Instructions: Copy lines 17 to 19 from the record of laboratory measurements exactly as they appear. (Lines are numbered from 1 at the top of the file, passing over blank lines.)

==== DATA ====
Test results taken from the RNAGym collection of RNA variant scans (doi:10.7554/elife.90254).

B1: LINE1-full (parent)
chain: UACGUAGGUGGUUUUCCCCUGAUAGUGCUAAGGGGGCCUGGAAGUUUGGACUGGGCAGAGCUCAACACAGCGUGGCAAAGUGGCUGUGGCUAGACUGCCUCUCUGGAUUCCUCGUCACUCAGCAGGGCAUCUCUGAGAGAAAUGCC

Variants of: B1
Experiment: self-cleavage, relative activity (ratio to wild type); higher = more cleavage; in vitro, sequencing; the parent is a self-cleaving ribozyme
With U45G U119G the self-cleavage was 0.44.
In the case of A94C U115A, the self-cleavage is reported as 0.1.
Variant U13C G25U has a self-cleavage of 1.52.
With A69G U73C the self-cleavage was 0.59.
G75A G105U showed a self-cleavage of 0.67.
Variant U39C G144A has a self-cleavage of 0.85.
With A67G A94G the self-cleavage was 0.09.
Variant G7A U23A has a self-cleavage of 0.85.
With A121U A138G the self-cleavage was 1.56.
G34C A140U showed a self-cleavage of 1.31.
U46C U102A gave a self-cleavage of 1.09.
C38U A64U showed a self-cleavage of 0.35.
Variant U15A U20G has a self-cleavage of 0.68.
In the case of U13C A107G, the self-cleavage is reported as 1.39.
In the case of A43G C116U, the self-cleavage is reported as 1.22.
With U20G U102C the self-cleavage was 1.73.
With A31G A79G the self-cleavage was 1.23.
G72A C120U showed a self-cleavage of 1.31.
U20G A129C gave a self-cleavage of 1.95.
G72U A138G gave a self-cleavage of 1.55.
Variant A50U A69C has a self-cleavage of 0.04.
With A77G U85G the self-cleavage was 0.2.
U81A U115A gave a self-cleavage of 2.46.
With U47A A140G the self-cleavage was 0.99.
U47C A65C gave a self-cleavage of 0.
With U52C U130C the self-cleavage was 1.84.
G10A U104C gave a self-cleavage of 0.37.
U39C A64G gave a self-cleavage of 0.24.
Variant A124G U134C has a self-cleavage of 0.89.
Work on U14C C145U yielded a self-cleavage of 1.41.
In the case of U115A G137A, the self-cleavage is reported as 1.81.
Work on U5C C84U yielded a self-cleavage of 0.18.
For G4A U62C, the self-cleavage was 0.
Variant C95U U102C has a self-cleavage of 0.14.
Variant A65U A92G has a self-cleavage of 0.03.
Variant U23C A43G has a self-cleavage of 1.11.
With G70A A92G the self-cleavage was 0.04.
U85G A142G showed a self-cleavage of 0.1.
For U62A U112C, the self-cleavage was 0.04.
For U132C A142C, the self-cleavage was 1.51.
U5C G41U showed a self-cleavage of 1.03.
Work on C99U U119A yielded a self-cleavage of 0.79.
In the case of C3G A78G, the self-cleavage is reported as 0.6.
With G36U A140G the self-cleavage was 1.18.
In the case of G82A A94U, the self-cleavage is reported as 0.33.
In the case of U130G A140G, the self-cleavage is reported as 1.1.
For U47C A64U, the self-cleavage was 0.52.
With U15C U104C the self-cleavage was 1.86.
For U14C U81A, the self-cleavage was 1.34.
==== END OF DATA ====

C38U A64U showed a self-cleavage of 0.35.
Variant U15A U20G has a self-cleavage of 0.68.
In the case of U13C A107G, the self-cleavage is reported as 1.39.